SANTA FE — A state-appointed psychiatrist hired by prosecutors has declared accused mass murderer Dimitrios Pagourtzis incompetent to stand trial, attorneys said Monday.
Pagourtzis, 19, is accused of killing 10 people and wounding 13 others in a shooting at Santa Fe High School in May 2018. He was 18 at the time of the shooting.
The capital murder trial against Pagourtzis was scheduled to begin in Fort Bend County in February. After Monday’s announcement, however, that date is off the table, defense attorney Nick Poehl said.
“The state’s expert came back and agreed that he was not competent,” Poehl said. “The state agreed to not contest that anymore.”
Pagourtzis’ attorneys and prosecutors met Monday morning with 122nd District Judge John Ellisor to discuss the psychiatrist’s determination. The judge agreed to lift a gag order that had been in place and to later this week finalize an order finding Pagourtzis incompetent, Poehl said.
Monday’s decision brings to an end months of back-and-forth between parties over Pagourtzis’ mental competency, which included examinations by three mental-health experts.
Poehl in August filed a motion requesting an independent psychiatrist evaluate Pagourtzis to determine whether he was competent to stand trial, court records show.
Pagourtzis’ mental health had deteriorated since he was arrested, and he had no understanding of the legal proceedings underway against him, Poehl said in an affidavit.
Pagourtzis has been held in isolation since he was booked into the county jail May 18, 2018.
Initially, he was held in a single cell, and later held by himself in an entire wing of the jail, Sheriff Henry Trochesset said.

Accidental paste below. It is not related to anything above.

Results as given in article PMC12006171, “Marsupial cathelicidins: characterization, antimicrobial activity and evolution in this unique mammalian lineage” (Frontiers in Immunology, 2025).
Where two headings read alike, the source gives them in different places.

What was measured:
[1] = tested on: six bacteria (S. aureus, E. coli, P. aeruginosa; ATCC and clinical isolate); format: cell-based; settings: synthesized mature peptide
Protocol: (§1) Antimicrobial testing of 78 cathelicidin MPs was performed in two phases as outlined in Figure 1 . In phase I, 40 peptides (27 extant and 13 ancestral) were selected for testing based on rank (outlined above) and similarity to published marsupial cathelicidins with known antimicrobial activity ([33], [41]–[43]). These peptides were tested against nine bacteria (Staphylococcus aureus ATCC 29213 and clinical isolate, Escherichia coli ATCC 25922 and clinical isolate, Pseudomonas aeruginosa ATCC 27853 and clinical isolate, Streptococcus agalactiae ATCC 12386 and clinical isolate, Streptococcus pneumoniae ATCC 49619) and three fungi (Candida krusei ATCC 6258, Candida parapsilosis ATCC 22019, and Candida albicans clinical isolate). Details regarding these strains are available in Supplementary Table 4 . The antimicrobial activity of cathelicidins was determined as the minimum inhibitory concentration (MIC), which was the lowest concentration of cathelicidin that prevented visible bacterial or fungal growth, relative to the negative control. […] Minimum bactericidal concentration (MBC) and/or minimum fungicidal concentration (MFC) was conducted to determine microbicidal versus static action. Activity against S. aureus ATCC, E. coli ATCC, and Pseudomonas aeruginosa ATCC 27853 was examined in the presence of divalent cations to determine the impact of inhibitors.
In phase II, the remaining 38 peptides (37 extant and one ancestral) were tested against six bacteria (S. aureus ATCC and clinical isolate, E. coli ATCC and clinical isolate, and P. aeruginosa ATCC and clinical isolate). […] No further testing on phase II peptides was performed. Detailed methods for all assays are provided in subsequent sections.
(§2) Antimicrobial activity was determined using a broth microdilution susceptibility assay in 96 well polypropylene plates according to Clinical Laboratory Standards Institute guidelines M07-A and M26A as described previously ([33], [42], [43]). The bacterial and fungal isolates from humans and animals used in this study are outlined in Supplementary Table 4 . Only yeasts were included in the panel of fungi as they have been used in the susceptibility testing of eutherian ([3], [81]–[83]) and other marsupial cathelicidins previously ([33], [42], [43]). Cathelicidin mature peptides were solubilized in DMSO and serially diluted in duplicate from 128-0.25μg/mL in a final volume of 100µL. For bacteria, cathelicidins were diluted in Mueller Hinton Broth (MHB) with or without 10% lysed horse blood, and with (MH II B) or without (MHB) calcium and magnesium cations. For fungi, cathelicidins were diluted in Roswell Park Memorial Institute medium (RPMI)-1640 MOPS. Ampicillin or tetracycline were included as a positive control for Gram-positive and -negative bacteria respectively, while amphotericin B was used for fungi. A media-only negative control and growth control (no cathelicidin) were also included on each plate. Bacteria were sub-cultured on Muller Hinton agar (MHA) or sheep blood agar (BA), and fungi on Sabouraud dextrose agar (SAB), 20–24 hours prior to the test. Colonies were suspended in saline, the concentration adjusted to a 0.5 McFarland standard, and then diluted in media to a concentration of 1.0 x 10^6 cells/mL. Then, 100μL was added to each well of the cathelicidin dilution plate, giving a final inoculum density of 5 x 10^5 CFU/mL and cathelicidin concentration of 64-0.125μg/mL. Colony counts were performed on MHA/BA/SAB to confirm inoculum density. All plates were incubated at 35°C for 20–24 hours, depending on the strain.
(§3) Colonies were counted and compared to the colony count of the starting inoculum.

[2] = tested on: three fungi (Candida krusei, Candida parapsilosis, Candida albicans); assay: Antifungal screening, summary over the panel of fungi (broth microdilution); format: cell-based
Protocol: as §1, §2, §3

Trochesset declined to say how long Pagourtzis was held in each condition, citing a request from the Galveston County District Attorney’s Office.
Pagourtzis was isolated out of concern for his safety if he were put into a general jail population, Trochesset said.
In September, Ellisor ordered Houston psychologist Karen Gollaher to evaluate Pagourtzis. Gollaher was intended to be an outside expert, independent of both prosecutors and Pagourtzis’ defense team.
Ellisor more recently ordered Houston psychiatrist Dr. Victor R. Scarano, an expert hired by the District Attorney’s Office, be allowed to examine Pagourtzis and evaluate his competency. It was the third evaluation done on Pagourtzis, after Gollaher’s and one completed by his defense team.
Asking for a competency hearing is not the same as pleading insanity, Poehl said. An insanity defense is about a person’s mental state at the time a crime was committed, Poehl said.
Competency is about a person’s state of mind in the present.
Ellisor initially appointed Scarano as the independent expert, but later appointed Gollaher because Scarano had already been hired as an expert witness by prosecutors.
Now that Pagourtzis is officially found incompetent, both sides plan to expedite the process, Poehl said.
“The next step is to get him a bed in a state psychiatric facility,” Poehl said. “There’s been some media coverage recently, the wait times to get a bed can get long — somewhere in the seven to eight months.”
But attorneys plan to try and speed up that process, Poehl said.
If the judge ultimately finds Pagourtzis incompetent, as expected, then the court is required to send Pagourtzis to a mental health facility for a maximum of 120 days, at which point he will return before the court for a competency restoration determination, officials said.
If still found incompetent, attorneys have several options, Petroff said in a previous interview with The Daily News. But for a violent offense, the state can seek to have him committed to a maximum security unit.
Pagourtzis could then be re-examined at any time if the state, defense or facility requests it, Petroff said